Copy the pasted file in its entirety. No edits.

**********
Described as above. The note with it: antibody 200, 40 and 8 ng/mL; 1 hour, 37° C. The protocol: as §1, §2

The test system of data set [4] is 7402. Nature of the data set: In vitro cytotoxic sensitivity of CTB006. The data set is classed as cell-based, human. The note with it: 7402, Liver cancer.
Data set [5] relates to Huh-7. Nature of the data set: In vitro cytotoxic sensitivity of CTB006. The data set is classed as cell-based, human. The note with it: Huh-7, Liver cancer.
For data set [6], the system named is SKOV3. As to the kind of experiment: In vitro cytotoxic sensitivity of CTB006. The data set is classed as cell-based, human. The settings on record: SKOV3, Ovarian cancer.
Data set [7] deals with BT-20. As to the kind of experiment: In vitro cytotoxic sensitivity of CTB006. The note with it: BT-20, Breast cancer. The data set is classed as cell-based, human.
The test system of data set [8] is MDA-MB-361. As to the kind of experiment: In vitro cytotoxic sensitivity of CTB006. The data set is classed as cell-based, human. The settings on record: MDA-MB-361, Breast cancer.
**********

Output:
Described as above. The note with it: antibody 200, 40 and 8 ng/mL; 1 hour, 37° C. The protocol: as §1, §2

The test system of data set [4] is 7402. Nature of the data set: In vitro cytotoxic sensitivity of CTB006. The data set is classed as cell-based, human. The note with it: 7402, Liver cancer.
Data set [5] relates to Huh-7. Nature of the data set: In vitro cytotoxic sensitivity of CTB006. The data set is classed as cell-based, human. The note with it: Huh-7, Liver cancer.
For data set [6], the system named is SKOV3. As to the kind of experiment: In vitro cytotoxic sensitivity of CTB006. The data set is classed as cell-based, human. The settings on record: SKOV3, Ovarian cancer.
Data set [7] deals with BT-20. As to the kind of experiment: In vitro cytotoxic sensitivity of CTB006. The note with it: BT-20, Breast cancer. The data set is classed as cell-based, human.
The test system of data set [8] is MDA-MB-361. As to the kind of experiment: In vitro cytotoxic sensitivity of CTB006. The data set is classed as cell-based, human. The settings on record: MDA-MB-361, Breast cancer.